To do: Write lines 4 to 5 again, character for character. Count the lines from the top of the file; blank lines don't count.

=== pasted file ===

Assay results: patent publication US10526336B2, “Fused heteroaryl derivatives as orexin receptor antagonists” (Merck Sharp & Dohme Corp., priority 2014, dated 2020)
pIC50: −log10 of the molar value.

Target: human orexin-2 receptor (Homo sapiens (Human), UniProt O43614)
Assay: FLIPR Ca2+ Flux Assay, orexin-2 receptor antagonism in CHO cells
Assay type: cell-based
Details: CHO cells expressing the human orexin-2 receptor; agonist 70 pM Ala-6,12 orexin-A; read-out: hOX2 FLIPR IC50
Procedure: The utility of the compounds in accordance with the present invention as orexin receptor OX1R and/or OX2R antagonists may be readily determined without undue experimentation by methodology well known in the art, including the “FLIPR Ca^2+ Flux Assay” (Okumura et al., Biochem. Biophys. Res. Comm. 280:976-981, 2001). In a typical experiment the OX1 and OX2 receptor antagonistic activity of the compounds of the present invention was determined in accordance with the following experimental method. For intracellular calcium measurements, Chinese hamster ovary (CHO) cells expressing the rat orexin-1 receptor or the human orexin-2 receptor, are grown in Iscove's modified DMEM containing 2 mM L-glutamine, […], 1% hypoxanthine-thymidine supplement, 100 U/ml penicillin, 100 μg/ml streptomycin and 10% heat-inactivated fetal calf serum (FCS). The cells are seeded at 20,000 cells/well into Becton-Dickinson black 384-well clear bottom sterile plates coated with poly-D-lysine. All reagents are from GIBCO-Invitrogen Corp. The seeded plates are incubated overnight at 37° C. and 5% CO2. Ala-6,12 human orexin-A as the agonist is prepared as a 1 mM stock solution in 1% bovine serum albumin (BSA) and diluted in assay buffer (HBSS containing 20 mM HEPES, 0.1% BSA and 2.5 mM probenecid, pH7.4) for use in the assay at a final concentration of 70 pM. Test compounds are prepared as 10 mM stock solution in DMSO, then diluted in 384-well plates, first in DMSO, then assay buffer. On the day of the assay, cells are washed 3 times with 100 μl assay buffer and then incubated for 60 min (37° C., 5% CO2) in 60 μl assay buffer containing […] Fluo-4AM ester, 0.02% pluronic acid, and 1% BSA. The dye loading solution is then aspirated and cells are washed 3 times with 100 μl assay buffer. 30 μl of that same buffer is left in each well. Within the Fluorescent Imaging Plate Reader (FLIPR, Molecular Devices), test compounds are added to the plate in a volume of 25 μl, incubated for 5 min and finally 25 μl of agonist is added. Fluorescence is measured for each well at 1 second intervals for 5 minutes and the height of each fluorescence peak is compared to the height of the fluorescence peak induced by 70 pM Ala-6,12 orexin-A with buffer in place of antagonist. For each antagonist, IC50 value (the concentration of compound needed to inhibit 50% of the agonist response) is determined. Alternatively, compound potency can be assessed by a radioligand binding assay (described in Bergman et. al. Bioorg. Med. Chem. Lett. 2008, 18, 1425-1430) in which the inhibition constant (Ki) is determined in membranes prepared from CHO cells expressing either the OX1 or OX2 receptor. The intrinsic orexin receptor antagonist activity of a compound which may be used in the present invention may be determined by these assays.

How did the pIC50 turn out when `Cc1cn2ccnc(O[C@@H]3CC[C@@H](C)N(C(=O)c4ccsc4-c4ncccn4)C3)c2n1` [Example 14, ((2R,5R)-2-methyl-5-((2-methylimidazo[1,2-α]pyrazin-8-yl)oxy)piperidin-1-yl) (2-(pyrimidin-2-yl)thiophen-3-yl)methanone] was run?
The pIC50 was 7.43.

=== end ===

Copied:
Assay: FLIPR Ca2+ Flux Assay, orexin-2 receptor antagonism in CHO cells
Assay type: cell-based